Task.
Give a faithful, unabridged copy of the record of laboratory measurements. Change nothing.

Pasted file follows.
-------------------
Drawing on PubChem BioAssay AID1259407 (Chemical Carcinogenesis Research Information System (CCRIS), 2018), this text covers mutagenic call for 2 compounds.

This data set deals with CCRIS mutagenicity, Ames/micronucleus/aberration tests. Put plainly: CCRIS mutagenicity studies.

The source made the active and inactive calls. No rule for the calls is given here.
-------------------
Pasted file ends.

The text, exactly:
Drawing on PubChem BioAssay AID1259407 (Chemical Carcinogenesis Research Information System (CCRIS), 2018), this text covers mutagenic call for 2 compounds.

This data set deals with CCRIS mutagenicity, Ames/micronucleus/aberration tests. Put plainly: CCRIS mutagenicity studies.

The source made the active and inactive calls. No rule for the calls is given here.